The state has contracted with LightBox, a real estate information and technology platform, to use its SmartFabric solution that integrates the company's core parcel, building footprint, address file and geocoding data with points of interest, cell phone location and tax assessor details.
To better determine how to apply funding to increase broadband reach, the state of Montana is putting together a detailed map of underserved, unserved and frontier locations.
“The maps that are available at a national level did not provide the level of detail necessary for us to be able to make good decisions about how we allocate potential future funding and current funding,” said Chad Rupe, the state’s broadband program manager. “One of the big gaps in the current national maps out there is that they rope off areas and designate certain areas as a whole as served or unserved, and they don’t really have granular-level data that allows people to make quality decisions for funding on certain locations," he said. "I think that’s what’s necessary to be able to move forward, especially with the change in demand on the systems.”
For help in distributing its $275 million grant program, the state has contracted with LightBox, a real estate information and technology platform, to use its SmartFabric product and GIS technology to create broadband serviceable location analytics and mapping capabilities. SmartFabric is a new off-the-shelf solution that integrates LightBox’s core parcel, building footprint, address file and geocoding data with points of interest, cell phone location and tax assessor details in a proprietary and flexible modeled fabric.
The company will also coordinate the collection, cleansing and geospatial mapping of all the data voluntarily contributed by internet service providers to create and maintain the broadband serviceability map for the state. Rupe said he expects to get the map published next month.
“'Map' is really a little bit of a misnomer because really what you’re looking for is that delta between what does the underlying data say in terms of locations and how does the overlay of what the ISPs provide show,” Lightbox CEO Eric Frank said. “A map is a nice way to visualize it, but really you need to do analytics on it. Then you need to make decisions on which providers among many in that area are suitable to do the build based upon their availability, based upon their track record, based upon their distance to their fiber.”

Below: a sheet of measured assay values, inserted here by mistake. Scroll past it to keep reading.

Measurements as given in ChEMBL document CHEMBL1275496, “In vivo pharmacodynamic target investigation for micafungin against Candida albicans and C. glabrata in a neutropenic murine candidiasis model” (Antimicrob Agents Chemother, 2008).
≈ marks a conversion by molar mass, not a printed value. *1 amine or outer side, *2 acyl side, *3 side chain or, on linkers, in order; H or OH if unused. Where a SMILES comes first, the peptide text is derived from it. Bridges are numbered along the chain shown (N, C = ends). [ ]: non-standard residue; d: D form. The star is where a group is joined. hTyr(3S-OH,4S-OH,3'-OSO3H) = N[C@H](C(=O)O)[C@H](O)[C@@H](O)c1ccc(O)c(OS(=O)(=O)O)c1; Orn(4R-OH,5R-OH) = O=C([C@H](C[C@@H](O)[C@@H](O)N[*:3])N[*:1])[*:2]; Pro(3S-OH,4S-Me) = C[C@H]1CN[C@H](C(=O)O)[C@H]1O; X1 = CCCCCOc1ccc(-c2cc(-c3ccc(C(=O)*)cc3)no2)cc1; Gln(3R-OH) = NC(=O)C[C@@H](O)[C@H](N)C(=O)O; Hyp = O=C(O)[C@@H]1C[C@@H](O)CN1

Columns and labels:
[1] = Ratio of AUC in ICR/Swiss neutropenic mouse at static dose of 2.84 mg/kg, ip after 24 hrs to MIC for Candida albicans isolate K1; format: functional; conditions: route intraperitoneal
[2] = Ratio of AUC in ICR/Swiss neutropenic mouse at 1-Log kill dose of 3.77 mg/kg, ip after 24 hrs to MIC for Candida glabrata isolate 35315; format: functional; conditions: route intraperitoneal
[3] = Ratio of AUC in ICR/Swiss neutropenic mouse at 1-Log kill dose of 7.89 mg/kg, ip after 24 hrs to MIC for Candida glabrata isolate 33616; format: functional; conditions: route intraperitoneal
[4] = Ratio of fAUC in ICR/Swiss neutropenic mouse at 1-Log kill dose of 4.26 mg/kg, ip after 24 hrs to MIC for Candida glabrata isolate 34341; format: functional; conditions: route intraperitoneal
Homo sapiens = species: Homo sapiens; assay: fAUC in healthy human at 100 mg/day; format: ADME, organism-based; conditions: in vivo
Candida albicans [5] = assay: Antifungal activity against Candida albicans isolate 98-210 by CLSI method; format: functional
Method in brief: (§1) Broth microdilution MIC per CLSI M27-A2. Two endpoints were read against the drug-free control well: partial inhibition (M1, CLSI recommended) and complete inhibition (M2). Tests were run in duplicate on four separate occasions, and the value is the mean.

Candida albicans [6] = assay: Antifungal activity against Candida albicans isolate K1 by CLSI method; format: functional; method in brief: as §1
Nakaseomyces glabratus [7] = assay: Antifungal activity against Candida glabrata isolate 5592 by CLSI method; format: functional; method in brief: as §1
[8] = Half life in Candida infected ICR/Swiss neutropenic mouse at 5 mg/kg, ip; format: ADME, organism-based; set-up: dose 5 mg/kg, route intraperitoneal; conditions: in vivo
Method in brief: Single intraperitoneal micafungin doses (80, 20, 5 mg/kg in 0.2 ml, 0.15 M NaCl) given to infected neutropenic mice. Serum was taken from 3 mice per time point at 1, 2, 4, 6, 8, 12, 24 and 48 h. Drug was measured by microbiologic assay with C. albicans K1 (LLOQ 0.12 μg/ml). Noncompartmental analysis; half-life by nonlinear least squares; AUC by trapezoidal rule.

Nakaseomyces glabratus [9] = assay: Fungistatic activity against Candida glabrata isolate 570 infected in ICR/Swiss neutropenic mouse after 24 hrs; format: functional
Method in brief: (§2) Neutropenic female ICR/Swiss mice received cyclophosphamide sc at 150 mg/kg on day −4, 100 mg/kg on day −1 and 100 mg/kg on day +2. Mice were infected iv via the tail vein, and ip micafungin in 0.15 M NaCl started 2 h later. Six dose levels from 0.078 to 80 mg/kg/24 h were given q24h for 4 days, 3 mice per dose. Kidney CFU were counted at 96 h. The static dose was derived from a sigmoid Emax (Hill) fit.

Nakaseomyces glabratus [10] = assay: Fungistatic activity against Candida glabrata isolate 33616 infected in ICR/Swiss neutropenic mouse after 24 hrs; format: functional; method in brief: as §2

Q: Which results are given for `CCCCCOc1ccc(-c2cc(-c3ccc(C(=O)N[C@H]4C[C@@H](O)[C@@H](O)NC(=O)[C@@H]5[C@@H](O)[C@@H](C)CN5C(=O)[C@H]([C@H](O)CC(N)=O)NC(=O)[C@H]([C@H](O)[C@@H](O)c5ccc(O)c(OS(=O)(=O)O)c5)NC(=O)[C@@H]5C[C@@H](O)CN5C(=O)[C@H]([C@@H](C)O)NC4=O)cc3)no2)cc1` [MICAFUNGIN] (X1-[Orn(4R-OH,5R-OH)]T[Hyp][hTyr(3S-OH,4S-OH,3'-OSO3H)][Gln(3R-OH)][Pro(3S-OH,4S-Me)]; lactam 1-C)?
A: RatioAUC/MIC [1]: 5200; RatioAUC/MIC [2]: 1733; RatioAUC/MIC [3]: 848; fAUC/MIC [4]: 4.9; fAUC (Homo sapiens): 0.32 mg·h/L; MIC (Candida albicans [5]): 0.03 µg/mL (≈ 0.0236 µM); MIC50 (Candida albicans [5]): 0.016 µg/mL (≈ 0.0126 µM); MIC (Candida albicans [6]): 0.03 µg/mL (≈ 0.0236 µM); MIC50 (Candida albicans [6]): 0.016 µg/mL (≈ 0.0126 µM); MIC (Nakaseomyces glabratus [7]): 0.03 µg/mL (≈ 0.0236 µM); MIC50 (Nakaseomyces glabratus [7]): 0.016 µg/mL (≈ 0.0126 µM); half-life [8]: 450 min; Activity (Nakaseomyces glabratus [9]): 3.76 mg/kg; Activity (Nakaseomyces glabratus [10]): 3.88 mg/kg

The company finds that delta by ingesting data from counties, taxing authorities, the U.S. Postal Service, ISPs and many databases. It then analyzes the data to reveal broadband coverage holes based on the way a state defines coverage and serviceable locations. For instance, Montana’s ConnectMT Act, passed last year, redefined “unserved” as any area with an upload speed of less than 25 megabits per second and a download speed of 10 Mbps. “Underserved” means anything less than 100/20 with low latency, while “frontier” means an area with no or extremely limited broadband service.
“With the increased demand for service that has gone on and the way definitions of service have changed, especially since the pandemic, there’s an increased need” for broadband, Rupe said.
The COVID-19 pandemic has spotlighted broadband gaps not only in Montana, but nationwide, leading to action at the federal level. The American Rescue Plan Act of 2021 includes $362 billion that state and local governments can use to expand access to broadband services. As localities apply to states for a piece of that funding, governments need reliable data.
“Whenever there’s that much money considered to be invested in something by the government, there’s a lot of focus and attention on accurate data for planning,” said Bill Price, vice president of government solutions at LightBox. “Also … you need accurate data to track progress -- that the locations you’re funding to be served are actually having the infrastructure built out.”
Georgia is using LightBox’s SmartParcels technology, a nationwide parcel-based location fabric that connects parcel boundaries with more than 300 property and tax attributes, to build a database of serviceable locations. From there, the University of Georgia is producing the map using the company’s data. The map includes localities that have submitted grant applications.
“It includes things like grant-drawing tools, [providing] the ability for an applicant to draw an area on a map and download that data – that location data that is so critical to getting it right,” Price said. “Everybody wants this digital divide to be bridged.”
Stephanie Kanowitz is a freelance writer based in northern Virginia.